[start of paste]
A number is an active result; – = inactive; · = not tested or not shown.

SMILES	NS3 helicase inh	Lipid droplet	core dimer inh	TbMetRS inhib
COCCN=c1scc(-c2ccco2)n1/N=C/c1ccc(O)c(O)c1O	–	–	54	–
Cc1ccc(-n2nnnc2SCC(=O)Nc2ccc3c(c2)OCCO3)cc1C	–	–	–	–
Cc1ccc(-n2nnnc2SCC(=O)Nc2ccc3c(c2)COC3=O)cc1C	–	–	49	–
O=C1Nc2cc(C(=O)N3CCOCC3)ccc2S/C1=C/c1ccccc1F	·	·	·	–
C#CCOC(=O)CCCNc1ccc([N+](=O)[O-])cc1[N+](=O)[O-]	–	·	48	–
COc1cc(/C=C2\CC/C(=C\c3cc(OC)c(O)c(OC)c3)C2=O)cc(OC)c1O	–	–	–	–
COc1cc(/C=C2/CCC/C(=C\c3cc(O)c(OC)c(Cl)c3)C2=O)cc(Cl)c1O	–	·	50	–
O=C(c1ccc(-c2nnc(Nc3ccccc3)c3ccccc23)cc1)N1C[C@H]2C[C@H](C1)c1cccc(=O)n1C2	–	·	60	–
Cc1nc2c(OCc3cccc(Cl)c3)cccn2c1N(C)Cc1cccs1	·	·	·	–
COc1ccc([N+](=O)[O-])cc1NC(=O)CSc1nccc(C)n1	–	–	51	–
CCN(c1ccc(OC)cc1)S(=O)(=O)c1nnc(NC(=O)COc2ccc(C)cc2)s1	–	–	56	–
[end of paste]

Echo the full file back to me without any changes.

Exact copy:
A number is an active result; – = inactive; · = not tested or not shown.

SMILES	NS3 helicase inh	Lipid droplet	core dimer inh	TbMetRS inhib
COCCN=c1scc(-c2ccco2)n1/N=C/c1ccc(O)c(O)c1O	–	–	54	–
Cc1ccc(-n2nnnc2SCC(=O)Nc2ccc3c(c2)OCCO3)cc1C	–	–	–	–
Cc1ccc(-n2nnnc2SCC(=O)Nc2ccc3c(c2)COC3=O)cc1C	–	–	49	–
O=C1Nc2cc(C(=O)N3CCOCC3)ccc2S/C1=C/c1ccccc1F	·	·	·	–
C#CCOC(=O)CCCNc1ccc([N+](=O)[O-])cc1[N+](=O)[O-]	–	·	48	–
COc1cc(/C=C2\CC/C(=C\c3cc(OC)c(O)c(OC)c3)C2=O)cc(OC)c1O	–	–	–	–
COc1cc(/C=C2/CCC/C(=C\c3cc(O)c(OC)c(Cl)c3)C2=O)cc(Cl)c1O	–	·	50	–
O=C(c1ccc(-c2nnc(Nc3ccccc3)c3ccccc23)cc1)N1C[C@H]2C[C@H](C1)c1cccc(=O)n1C2	–	·	60	–
Cc1nc2c(OCc3cccc(Cl)c3)cccn2c1N(C)Cc1cccs1	·	·	·	–
COc1ccc([N+](=O)[O-])cc1NC(=O)CSc1nccc(C)n1	–	–	51	–
CCN(c1ccc(OC)cc1)S(=O)(=O)c1nnc(NC(=O)COc2ccc(C)cc2)s1	–	–	56	–